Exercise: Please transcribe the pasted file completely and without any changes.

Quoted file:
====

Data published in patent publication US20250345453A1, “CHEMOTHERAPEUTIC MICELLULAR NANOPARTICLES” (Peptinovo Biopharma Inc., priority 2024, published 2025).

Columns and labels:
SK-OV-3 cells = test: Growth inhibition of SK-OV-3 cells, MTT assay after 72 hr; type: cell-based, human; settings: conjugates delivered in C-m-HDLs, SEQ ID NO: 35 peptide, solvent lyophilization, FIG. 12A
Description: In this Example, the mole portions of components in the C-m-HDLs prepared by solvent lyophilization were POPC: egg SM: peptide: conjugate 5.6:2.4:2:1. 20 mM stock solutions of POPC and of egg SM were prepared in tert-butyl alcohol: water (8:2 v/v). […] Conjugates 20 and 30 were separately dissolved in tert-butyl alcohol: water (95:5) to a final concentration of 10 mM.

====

Data published in patent publication US20250345453A1, “CHEMOTHERAPEUTIC MICELLULAR NANOPARTICLES” (Peptinovo Biopharma Inc., priority 2024, published 2025).

Columns and labels:
SK-OV-3 cells = test: Growth inhibition of SK-OV-3 cells, MTT assay after 72 hr; type: cell-based, human; settings: conjugates delivered in C-m-HDLs, SEQ ID NO: 35 peptide, solvent lyophilization, FIG. 12A
Description: In this Example, the mole portions of components in the C-m-HDLs prepared by solvent lyophilization were POPC: egg SM: peptide: conjugate 5.6:2.4:2:1. 20 mM stock solutions of POPC and of egg SM were prepared in tert-butyl alcohol: water (8:2 v/v). […] Conjugates 20 and 30 were separately dissolved in tert-butyl alcohol: water (95:5) to a final concentration of 10 mM.